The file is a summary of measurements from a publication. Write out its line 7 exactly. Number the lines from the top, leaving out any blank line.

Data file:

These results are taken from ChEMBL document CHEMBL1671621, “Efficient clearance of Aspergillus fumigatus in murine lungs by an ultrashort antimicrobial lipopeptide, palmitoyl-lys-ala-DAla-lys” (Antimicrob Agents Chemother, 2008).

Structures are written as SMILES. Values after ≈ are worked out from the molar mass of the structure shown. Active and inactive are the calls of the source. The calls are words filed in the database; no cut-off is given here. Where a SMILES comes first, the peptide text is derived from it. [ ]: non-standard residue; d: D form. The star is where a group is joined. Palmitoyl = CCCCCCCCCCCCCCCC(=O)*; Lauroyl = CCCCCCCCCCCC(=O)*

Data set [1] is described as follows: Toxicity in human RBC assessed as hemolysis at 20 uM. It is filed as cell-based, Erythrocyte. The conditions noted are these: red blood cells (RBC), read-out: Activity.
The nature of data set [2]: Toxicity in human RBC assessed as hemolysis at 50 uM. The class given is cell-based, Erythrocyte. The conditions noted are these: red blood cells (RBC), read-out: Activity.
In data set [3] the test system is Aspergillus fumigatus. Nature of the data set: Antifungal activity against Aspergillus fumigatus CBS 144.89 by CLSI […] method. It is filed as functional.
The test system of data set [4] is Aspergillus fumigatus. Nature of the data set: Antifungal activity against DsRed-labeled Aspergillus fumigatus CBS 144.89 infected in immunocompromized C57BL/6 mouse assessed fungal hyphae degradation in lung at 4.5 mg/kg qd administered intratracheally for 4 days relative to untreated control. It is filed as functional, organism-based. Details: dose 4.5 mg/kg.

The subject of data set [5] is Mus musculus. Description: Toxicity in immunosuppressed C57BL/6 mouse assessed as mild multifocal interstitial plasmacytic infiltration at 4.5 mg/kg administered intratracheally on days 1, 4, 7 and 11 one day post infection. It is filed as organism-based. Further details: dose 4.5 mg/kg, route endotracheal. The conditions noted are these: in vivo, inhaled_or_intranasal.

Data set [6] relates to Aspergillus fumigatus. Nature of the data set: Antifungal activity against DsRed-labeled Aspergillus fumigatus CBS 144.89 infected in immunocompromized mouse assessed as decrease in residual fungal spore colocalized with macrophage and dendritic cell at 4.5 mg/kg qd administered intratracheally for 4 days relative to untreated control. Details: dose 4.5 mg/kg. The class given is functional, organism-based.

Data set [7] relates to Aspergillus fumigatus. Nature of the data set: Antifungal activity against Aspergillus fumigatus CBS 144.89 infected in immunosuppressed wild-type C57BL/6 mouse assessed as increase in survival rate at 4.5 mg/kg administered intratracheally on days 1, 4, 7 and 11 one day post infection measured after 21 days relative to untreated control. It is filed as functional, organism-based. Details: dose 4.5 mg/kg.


The subject of data set [5] is Mus musculus. Description: Toxicity in immunosuppressed C57BL/6 mouse assessed as mild multifocal interstitial plasmacytic infiltration at 4.5 mg/kg administered intratracheally on days 1, 4, 7 and 11 one day post infection. It is filed as organism-based. Further details: dose 4.5 mg/kg, route endotracheal. The conditions noted are these: in vivo, inhaled_or_intranasal.